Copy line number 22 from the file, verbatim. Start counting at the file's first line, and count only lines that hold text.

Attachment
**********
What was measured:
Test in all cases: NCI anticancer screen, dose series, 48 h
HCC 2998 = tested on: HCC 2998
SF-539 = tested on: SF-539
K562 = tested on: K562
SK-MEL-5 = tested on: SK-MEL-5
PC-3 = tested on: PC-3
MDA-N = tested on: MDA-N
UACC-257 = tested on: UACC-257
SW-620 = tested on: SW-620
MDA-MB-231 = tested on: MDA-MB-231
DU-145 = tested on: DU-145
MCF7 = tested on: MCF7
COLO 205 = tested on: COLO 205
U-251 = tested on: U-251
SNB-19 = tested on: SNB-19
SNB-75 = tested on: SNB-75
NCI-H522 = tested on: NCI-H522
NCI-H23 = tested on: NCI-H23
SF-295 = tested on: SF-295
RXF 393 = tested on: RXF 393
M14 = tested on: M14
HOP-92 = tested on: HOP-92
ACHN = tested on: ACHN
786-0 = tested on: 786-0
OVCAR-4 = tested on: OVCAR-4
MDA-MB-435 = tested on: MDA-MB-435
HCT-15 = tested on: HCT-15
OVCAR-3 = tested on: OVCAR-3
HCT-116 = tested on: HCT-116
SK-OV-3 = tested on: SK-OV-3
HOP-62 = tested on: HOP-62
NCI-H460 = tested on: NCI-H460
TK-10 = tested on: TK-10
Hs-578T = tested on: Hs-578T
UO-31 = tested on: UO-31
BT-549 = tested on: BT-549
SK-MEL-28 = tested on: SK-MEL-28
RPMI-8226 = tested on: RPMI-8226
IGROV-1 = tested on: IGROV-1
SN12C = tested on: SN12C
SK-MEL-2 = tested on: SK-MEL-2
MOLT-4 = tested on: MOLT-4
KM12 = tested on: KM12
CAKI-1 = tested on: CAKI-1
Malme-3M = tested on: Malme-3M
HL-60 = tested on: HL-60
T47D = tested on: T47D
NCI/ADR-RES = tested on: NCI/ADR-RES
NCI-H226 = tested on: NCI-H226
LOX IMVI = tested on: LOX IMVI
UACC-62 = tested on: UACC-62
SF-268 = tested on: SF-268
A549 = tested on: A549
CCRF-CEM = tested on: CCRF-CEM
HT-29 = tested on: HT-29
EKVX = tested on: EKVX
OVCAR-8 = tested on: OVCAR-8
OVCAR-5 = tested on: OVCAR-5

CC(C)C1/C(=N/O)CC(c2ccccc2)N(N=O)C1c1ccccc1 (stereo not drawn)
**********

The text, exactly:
M14 = tested on: M14